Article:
The Federal Trade Commission announced a settlement on Feb. 1 that
requires Volkswagen Group of America to fully compensate consumers
who purchased 3.0-liter TDI diesel vehicles through a combination
of repairs, additional monetary compensation, and buybacks for
Under the federal court order, owners of older vehicles (model
years 2009-2012) will be able to sell their car back to Volkswagen
at favorable prices and obtain full compensation for their losses.
Consumers are eligible to receive approximately $26,000 to $58,000
for a buyback, depending on the model, mileage, and trim of the
car. These owners can also opt to keep their cars and receive an
emissions modification that would improve their vehicle’s
emissions, if a modification is approved by the Environmental
Protection Agency and the California Air Resources Board.
Consumers receiving an emissions modification will also receive
For owners and lessees of newer vehicles (model years 2013-2016)
Volkswagen is expected to obtain regulatory approval for an
emissions repair that brings the cars into full compliance with
originally certified emission standards and does not materially
reduce the performance of the vehicle. If Volkswagen obtains EPA
and CARB approval within the timeframe in the FTC Order, consumers
will receive this repair and additional monetary compensation
ranging from approximately $8,500 to $17,600. This means
consumers with newer vehicles will receive the car they thought
they purchased — plus a substantial additional payment. If an
emissions repair is not available under the timeframe in the FTC
order, then Volkswagen must offer to buy back those models and
provide lease terminations.
Certain consumers who leased an affected vehicle are eligible for
substantial compensation. Options for lessees vary based on make,
model, model year, and the availability of approved emissions
modifications or repairs. Certain owners who sold their TDI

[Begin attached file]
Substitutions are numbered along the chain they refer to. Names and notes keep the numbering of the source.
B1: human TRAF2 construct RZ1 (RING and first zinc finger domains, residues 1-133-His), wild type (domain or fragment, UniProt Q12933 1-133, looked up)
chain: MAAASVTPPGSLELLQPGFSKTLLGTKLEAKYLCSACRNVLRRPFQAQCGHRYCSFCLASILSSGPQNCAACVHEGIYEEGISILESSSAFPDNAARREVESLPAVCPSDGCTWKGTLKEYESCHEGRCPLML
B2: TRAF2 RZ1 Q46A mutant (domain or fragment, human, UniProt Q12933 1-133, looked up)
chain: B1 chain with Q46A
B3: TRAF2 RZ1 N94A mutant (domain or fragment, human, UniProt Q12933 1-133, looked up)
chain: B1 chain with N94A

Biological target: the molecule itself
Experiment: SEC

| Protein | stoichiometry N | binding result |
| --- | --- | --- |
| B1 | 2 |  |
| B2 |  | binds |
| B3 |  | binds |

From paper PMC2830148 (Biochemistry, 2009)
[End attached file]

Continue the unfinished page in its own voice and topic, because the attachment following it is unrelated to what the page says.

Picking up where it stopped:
vehicles after the Volkswagen defeat device issue became public
are also eligible for compensation.
The order will return more than a billion dollars to consumers,
with the total amount depending on future events. If no emissions
repair is approved and if the company must therefore offer
buybacks for all 3.0-liter TDI models, Volkswagen may have to pay
as much as the full $4 billion judgment reflected in the order.
If an emissions repair is approved, the Commission expects
consumers to receive in excess of $1.25 billion from the 3.0-liter
vehicle settlement. This amount includes a contribution from
Bosch, which manufactured the defeat device. The Commission
previously obtained a $10 billion judgment to compensate the
larger group of consumers who had 2.0-liter TDI Volkswagen cars.
Under the FTC settlement, Volkswagen also will pay the cost of
administering the entire settlement program, including vehicle
repairs, notifications, and other logistics.
The FTC order also includes generous loan forgiveness provisions
for consumers eligible for buybacks, additional limited warranties
and lemon law-type protections for consumers eligible to receive
emissions modifications or repairs, special protections for those
serving in the armed forces, and special protections for consumers
in rural areas who may be far from the nearest dealer. The order
also requires an independent, court-appointed claims supervisor to
monitor Volkswagen’s compliance with stringent claims process
The FTC sued Volkswagen in March, charging that the company
deceived consumers with its advertising campaign used to promote
its supposedly “Clean Diesel” Volkswagens and Audis, which falsely
claimed that the cars were low-emission, environmentally friendly,
met emissions standards, and would maintain a high resale value.
This order completes the FTC’s case against Volkswagen by ensuring
that all consumers who purchased a TDI diesel engine vehicle will
be fully compensated for their losses. In a companion matter,
hundreds of private actions have submitted a proposed class action
settlement consistent with the FTC’s order. A related settlement
with the Department of Justice (DOJ) and Environmental Protection
Agency (EPA) resolves the Clean Air Act violations those agencies
Consumers can determine if they are eligible for compensation, and
if so for how much at VWCourtSettlement.com and
AudiCourtSettlement.com. They can also use these websites to
submit claims, make appointments, and receive updates. Monetary
relief will become available when the DOJ/EPA and private
settlements become final.
The Commission vote approving the proposed stipulated order was 3-
0. It is subject to court approval. The FTC filed the proposed
stipulated order in the U.S. District Court for the Northern
District of California.
NOTE: Stipulated orders have the force of law when approved and
signed by the District Court judge.
The Federal Trade Commission works to promote competition, and
protect and educate consumers. You can learn more about consumer
topics and file a consumer complaint online or by calling 1-877-